One half of the owners favoured Kroenke’s plans of building an 80,000 seater stadium worth $2.7billion near LAX airport. Other cash-fuelled owners preferred the Carson option shared between both the Chargers and Raiders respective franchises.
President of the Arizona Cardinals, Michael Bidwill, preferred the Carson proposition to Kroenke’s Inglewood plans noting that the NFL doesn’t exist just to make rich owners richer. He urged his fellow owners to reflect on what is best for the league. A refreshing perspective from a man of his stature but his history doesn’t reflect these thoughts as he too moved from St. Louis to Phoenix, a city twice its size in 1987. Was that move for the betterment of the league or was the attraction of Arizona’s gold mines too compelling?
It’s not getting increasingly difficult to run a club either it would appear. Manchester United recently revealed a record quarterly revenue of £133.8million, an increase of 26.6% on their last figures. They have seen a growth of 42.5% growth in commercial revenue and still, there is no sign of rewards for dutiful patriots bracing the weather as well as rates every week.
The effect of the Football Leaks sensation has proved astronomical in the world of international football. Operating in a similar manner to WikiLeaks, they act as a whistleblower platform posting player contacts as well as other official documents on their website. In a recent interview with German newspaper Der Spiegel, they revealed their motives in setting up the initiative.
“We want to make the transfer system more transparent and we want to reduce the influence of player agents and investment funds that have a growing hold on football.”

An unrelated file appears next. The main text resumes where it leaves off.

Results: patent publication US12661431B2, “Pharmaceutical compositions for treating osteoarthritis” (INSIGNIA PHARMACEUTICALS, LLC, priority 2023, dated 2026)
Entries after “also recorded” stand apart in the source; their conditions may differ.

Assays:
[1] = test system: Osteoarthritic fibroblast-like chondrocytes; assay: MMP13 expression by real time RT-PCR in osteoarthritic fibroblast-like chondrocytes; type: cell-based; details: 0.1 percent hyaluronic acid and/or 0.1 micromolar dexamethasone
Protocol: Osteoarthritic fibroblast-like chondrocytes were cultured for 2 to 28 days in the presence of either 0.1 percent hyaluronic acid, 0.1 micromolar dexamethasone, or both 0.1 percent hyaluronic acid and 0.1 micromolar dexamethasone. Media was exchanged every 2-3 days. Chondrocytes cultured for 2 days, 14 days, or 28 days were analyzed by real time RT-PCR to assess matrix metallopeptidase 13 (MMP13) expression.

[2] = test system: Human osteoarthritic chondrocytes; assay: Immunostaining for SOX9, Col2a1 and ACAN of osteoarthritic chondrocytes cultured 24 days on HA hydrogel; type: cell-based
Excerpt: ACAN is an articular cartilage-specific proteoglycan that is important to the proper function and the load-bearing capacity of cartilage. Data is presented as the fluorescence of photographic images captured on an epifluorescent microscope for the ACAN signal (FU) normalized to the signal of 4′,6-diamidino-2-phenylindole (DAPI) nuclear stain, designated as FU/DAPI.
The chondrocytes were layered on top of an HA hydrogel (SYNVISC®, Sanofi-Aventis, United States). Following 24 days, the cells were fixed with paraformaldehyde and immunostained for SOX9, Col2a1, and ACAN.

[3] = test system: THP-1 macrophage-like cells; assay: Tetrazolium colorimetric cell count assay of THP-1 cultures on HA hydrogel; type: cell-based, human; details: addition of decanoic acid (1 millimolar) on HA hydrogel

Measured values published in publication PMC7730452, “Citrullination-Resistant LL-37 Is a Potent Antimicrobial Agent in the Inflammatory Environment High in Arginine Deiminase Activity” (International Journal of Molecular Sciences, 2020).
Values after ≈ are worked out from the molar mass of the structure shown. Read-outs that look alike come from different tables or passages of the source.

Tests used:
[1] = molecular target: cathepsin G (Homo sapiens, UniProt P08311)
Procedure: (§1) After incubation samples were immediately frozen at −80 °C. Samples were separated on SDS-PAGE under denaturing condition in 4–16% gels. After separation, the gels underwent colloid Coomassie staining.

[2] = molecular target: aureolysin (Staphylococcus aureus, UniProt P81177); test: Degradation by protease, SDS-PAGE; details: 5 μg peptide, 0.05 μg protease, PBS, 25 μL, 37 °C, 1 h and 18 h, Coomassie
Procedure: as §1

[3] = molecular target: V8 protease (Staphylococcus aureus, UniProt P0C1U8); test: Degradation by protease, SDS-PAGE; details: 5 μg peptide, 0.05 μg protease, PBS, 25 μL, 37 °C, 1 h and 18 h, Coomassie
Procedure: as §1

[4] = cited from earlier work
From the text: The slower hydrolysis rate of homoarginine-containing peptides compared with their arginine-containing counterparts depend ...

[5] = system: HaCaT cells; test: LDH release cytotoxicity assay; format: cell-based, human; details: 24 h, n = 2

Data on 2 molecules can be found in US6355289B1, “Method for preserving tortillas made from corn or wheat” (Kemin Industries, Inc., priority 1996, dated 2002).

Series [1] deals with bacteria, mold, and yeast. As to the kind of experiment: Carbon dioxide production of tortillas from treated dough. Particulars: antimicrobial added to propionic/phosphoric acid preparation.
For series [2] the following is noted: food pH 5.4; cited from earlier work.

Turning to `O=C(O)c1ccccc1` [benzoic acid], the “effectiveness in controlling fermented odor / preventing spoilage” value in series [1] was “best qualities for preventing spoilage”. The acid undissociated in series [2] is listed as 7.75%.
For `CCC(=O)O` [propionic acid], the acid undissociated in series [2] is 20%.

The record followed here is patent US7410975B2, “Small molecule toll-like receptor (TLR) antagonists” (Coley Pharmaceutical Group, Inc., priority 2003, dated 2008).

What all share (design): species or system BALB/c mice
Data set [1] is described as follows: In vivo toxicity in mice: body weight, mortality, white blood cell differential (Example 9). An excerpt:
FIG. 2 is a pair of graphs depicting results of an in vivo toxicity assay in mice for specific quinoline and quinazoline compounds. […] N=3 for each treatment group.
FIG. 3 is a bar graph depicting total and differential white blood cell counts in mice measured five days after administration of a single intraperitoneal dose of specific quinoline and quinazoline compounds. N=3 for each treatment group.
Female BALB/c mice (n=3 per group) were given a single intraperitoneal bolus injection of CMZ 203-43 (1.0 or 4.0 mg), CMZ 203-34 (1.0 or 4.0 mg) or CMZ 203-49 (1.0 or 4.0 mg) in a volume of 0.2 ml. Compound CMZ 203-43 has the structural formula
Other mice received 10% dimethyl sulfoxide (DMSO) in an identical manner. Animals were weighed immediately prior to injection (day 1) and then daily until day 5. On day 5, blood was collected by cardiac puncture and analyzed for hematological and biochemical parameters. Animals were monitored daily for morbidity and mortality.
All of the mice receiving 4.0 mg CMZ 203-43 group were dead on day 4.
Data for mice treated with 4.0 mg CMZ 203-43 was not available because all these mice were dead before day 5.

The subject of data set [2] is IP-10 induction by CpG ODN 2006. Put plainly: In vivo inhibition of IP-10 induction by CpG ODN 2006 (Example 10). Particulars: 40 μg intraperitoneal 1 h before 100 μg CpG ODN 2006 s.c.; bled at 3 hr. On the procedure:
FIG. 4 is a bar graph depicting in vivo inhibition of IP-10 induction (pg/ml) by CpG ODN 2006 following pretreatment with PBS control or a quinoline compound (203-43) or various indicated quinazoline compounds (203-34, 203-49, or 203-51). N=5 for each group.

In a recent leak, the details of David de Gea’s prospective move to Real Madrid were revealed. The Spaniard was set to receive an astonishing £8.5million for just signing on and before even kicking, or in his case catching a ball. The £177,000 a week deal eventually fell through on deadline day but the 25 year old received a staggering £200,000 a week deal as a commiserating gesture from Manchester United.
Clubs have finally discovered the recipe for success and everyone is enjoying their slice of the cake, everyone besides the fans who work hard for the opportunity to get a glimpse of their team at the weekend.
It must be refreshing for those loyal to their club, shunned for years, to see their administrative structures sweat with the emergence of Football Leaks. Dodgy deals and tax avoidance previously buried are beginning to crop up as a result of the Portuguese set up.
“We would also like to see the creation of a publicly accessible database that would include all the details about transfers and breakdowns of transfer fees, signing fees, clauses and third-party ownership of players,” revealed one of the anonymous founders of Football Leaks.
A recent U-turn by Liverpool FC was a positive change for established big money sports clubs but it is not enough. The time has come to appreciate what the fans bring and share the cake.
George Orwell once referred to sport as war minus the shooting and to a certain degree, you cannot refute that. Sadly, it is the fans that are in the trenches at the moment.
By Aonghus Ó Maicín